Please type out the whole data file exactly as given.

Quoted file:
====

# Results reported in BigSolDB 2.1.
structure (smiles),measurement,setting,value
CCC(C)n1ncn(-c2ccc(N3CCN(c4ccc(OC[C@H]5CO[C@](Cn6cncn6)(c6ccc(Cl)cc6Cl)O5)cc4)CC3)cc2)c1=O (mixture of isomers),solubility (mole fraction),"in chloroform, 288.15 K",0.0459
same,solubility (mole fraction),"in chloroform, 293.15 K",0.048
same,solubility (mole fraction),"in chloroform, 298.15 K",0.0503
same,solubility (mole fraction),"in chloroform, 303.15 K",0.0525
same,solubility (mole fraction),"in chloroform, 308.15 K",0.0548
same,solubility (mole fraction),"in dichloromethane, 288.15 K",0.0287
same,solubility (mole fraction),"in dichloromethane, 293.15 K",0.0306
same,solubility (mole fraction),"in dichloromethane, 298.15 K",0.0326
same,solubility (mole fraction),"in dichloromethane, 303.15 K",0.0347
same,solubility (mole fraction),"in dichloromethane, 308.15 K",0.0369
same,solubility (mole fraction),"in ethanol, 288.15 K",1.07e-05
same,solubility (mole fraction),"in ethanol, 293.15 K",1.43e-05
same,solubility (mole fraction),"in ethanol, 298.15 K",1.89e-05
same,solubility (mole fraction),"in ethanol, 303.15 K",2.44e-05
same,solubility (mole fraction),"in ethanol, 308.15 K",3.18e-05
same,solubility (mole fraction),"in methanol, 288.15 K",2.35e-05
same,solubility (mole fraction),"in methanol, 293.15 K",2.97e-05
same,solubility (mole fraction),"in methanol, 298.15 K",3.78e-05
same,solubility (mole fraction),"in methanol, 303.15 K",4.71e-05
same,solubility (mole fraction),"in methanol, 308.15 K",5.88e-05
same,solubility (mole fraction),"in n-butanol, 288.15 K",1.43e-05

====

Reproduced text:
# Results reported in BigSolDB 2.1.
structure (smiles),measurement,setting,value
CCC(C)n1ncn(-c2ccc(N3CCN(c4ccc(OC[C@H]5CO[C@](Cn6cncn6)(c6ccc(Cl)cc6Cl)O5)cc4)CC3)cc2)c1=O (mixture of isomers),solubility (mole fraction),"in chloroform, 288.15 K",0.0459
same,solubility (mole fraction),"in chloroform, 293.15 K",0.048
same,solubility (mole fraction),"in chloroform, 298.15 K",0.0503
same,solubility (mole fraction),"in chloroform, 303.15 K",0.0525
same,solubility (mole fraction),"in chloroform, 308.15 K",0.0548
same,solubility (mole fraction),"in dichloromethane, 288.15 K",0.0287
same,solubility (mole fraction),"in dichloromethane, 293.15 K",0.0306
same,solubility (mole fraction),"in dichloromethane, 298.15 K",0.0326
same,solubility (mole fraction),"in dichloromethane, 303.15 K",0.0347
same,solubility (mole fraction),"in dichloromethane, 308.15 K",0.0369
same,solubility (mole fraction),"in ethanol, 288.15 K",1.07e-05
same,solubility (mole fraction),"in ethanol, 293.15 K",1.43e-05
same,solubility (mole fraction),"in ethanol, 298.15 K",1.89e-05
same,solubility (mole fraction),"in ethanol, 303.15 K",2.44e-05
same,solubility (mole fraction),"in ethanol, 308.15 K",3.18e-05
same,solubility (mole fraction),"in methanol, 288.15 K",2.35e-05
same,solubility (mole fraction),"in methanol, 293.15 K",2.97e-05
same,solubility (mole fraction),"in methanol, 298.15 K",3.78e-05
same,solubility (mole fraction),"in methanol, 303.15 K",4.71e-05
same,solubility (mole fraction),"in methanol, 308.15 K",5.88e-05
same,solubility (mole fraction),"in n-butanol, 288.15 K",1.43e-05